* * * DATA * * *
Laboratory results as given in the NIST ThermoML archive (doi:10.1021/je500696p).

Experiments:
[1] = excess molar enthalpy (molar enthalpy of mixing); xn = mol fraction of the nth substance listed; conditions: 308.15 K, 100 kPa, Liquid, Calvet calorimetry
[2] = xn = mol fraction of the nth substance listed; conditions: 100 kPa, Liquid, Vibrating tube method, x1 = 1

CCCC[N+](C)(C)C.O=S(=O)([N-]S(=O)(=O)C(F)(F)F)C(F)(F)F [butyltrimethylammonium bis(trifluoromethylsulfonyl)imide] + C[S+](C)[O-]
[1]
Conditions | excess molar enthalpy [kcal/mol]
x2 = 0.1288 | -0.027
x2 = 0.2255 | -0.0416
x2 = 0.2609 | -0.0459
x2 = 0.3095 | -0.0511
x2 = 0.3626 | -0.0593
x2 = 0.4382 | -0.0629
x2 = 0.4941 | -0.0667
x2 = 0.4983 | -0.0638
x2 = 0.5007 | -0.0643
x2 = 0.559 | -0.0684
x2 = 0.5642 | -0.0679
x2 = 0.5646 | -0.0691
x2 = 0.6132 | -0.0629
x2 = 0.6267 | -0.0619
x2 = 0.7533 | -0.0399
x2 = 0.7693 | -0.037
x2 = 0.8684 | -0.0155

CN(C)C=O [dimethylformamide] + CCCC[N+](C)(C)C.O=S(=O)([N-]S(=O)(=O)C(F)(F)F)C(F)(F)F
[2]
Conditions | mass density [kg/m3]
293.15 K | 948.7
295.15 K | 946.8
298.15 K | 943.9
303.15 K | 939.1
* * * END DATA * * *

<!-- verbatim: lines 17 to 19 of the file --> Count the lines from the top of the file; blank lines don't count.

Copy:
x2 = 0.559 | -0.0684
x2 = 0.5642 | -0.0679
x2 = 0.5646 | -0.0691